Object Title

Push dagger

Push dagger


The lack of a British issue trench weapon saw commercial opportunities for civilian manufactures.  One of the most prolific was Robbins of Dudley, who had since 1876 manufactured basic blacksmith ironwork.  With the onset of trench warfare, they turned their attention to designing and producing a variety of unique weapons for private sale to troops heading off on active service.  These included unusual miniature curved sabre types with stirrup-hilted guards, double-edged short swords and even rare variants with South-East Asian kris style blades.  However, the most popular types were push daggers, and Robbins devised at least four variants on this theme, with this type being the most common.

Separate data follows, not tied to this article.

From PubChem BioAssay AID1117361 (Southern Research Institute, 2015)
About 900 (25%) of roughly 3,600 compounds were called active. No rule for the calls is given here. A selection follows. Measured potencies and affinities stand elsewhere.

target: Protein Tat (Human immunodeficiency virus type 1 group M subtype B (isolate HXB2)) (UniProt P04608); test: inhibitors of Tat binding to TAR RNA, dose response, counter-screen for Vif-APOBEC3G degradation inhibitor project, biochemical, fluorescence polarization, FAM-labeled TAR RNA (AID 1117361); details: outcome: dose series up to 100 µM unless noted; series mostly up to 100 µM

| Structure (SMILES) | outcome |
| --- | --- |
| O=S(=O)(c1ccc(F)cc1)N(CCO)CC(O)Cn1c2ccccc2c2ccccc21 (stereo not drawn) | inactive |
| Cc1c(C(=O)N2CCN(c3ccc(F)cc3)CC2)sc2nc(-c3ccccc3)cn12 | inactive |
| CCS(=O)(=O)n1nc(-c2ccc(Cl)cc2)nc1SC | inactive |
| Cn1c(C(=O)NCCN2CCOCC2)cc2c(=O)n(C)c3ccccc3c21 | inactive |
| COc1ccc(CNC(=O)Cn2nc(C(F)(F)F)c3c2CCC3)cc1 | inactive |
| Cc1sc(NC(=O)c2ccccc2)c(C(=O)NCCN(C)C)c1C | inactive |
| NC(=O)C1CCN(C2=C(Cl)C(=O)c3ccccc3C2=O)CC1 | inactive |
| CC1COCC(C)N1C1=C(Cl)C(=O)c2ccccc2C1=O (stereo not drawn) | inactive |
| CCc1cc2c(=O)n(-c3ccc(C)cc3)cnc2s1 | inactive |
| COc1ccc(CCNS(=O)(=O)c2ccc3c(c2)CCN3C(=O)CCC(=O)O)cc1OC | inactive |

Use and effect

Designed to be used in a punching motion, some versions had a pommel spike to enable a downward strike. Many were originally blackened to be inconspicuous at night.  Despite the short tang making the blade liable to break, this remained one of the most popular private purchase daggers amongst British troops.


Blade length 12.4 cm (4.8 in)
Country of manufacture Britain
Date entered service 1914
Manufacturer Robbins of Dudley
Overall length 15.5 cm (6.1 in)
Primary operator Britain
Weight 190 g (6.8 oz) (without sheath)


Henry Yallop